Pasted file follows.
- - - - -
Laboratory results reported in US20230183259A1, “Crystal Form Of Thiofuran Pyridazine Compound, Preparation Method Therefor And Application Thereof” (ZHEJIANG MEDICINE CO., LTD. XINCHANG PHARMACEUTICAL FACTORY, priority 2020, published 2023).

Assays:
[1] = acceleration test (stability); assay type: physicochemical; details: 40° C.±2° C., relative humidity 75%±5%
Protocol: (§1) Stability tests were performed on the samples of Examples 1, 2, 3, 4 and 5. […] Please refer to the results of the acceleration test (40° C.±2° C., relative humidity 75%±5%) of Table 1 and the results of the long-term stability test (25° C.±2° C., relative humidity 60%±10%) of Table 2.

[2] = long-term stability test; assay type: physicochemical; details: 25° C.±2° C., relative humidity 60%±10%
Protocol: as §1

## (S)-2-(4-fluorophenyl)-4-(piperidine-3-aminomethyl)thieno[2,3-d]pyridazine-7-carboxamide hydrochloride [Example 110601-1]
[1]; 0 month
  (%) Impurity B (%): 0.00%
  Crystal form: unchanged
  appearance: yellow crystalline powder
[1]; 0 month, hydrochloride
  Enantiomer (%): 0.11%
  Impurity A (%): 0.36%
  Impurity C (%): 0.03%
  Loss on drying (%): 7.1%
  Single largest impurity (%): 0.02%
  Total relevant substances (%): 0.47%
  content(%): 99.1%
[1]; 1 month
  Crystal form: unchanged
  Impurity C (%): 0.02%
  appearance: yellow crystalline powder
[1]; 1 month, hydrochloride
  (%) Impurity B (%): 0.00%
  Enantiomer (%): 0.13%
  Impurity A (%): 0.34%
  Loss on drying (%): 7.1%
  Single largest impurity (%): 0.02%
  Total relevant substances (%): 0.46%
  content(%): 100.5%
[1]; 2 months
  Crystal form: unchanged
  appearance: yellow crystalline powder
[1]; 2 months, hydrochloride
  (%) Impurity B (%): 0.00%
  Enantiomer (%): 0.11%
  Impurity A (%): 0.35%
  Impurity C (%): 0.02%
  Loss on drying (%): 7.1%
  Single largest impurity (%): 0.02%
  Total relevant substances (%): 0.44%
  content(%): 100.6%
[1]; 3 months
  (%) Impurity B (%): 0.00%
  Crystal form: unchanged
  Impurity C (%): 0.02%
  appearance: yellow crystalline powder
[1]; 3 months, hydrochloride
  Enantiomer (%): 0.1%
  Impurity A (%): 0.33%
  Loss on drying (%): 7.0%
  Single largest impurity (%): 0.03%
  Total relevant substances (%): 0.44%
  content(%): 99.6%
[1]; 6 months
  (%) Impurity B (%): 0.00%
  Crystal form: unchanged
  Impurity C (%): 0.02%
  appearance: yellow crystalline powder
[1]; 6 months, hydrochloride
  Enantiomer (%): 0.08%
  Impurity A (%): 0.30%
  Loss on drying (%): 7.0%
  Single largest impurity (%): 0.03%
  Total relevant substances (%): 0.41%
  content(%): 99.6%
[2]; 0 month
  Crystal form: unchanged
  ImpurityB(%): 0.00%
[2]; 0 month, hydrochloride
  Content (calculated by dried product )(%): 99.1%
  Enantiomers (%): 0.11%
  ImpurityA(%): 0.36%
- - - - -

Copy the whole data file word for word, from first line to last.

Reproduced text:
Laboratory results reported in US20230183259A1, “Crystal Form Of Thiofuran Pyridazine Compound, Preparation Method Therefor And Application Thereof” (ZHEJIANG MEDICINE CO., LTD. XINCHANG PHARMACEUTICAL FACTORY, priority 2020, published 2023).

Assays:
[1] = acceleration test (stability); assay type: physicochemical; details: 40° C.±2° C., relative humidity 75%±5%
Protocol: (§1) Stability tests were performed on the samples of Examples 1, 2, 3, 4 and 5. […] Please refer to the results of the acceleration test (40° C.±2° C., relative humidity 75%±5%) of Table 1 and the results of the long-term stability test (25° C.±2° C., relative humidity 60%±10%) of Table 2.

[2] = long-term stability test; assay type: physicochemical; details: 25° C.±2° C., relative humidity 60%±10%
Protocol: as §1

## (S)-2-(4-fluorophenyl)-4-(piperidine-3-aminomethyl)thieno[2,3-d]pyridazine-7-carboxamide hydrochloride [Example 110601-1]
[1]; 0 month
  (%) Impurity B (%): 0.00%
  Crystal form: unchanged
  appearance: yellow crystalline powder
[1]; 0 month, hydrochloride
  Enantiomer (%): 0.11%
  Impurity A (%): 0.36%
  Impurity C (%): 0.03%
  Loss on drying (%): 7.1%
  Single largest impurity (%): 0.02%
  Total relevant substances (%): 0.47%
  content(%): 99.1%
[1]; 1 month
  Crystal form: unchanged
  Impurity C (%): 0.02%
  appearance: yellow crystalline powder
[1]; 1 month, hydrochloride
  (%) Impurity B (%): 0.00%
  Enantiomer (%): 0.13%
  Impurity A (%): 0.34%
  Loss on drying (%): 7.1%
  Single largest impurity (%): 0.02%
  Total relevant substances (%): 0.46%
  content(%): 100.5%
[1]; 2 months
  Crystal form: unchanged
  appearance: yellow crystalline powder
[1]; 2 months, hydrochloride
  (%) Impurity B (%): 0.00%
  Enantiomer (%): 0.11%
  Impurity A (%): 0.35%
  Impurity C (%): 0.02%
  Loss on drying (%): 7.1%
  Single largest impurity (%): 0.02%
  Total relevant substances (%): 0.44%
  content(%): 100.6%
[1]; 3 months
  (%) Impurity B (%): 0.00%
  Crystal form: unchanged
  Impurity C (%): 0.02%
  appearance: yellow crystalline powder
[1]; 3 months, hydrochloride
  Enantiomer (%): 0.1%
  Impurity A (%): 0.33%
  Loss on drying (%): 7.0%
  Single largest impurity (%): 0.03%
  Total relevant substances (%): 0.44%
  content(%): 99.6%
[1]; 6 months
  (%) Impurity B (%): 0.00%
  Crystal form: unchanged
  Impurity C (%): 0.02%
  appearance: yellow crystalline powder
[1]; 6 months, hydrochloride
  Enantiomer (%): 0.08%
  Impurity A (%): 0.30%
  Loss on drying (%): 7.0%
  Single largest impurity (%): 0.03%
  Total relevant substances (%): 0.41%
  content(%): 99.6%
[2]; 0 month
  Crystal form: unchanged
  ImpurityB(%): 0.00%
[2]; 0 month, hydrochloride
  Content (calculated by dried product )(%): 99.1%
  Enantiomers (%): 0.11%
  ImpurityA(%): 0.36%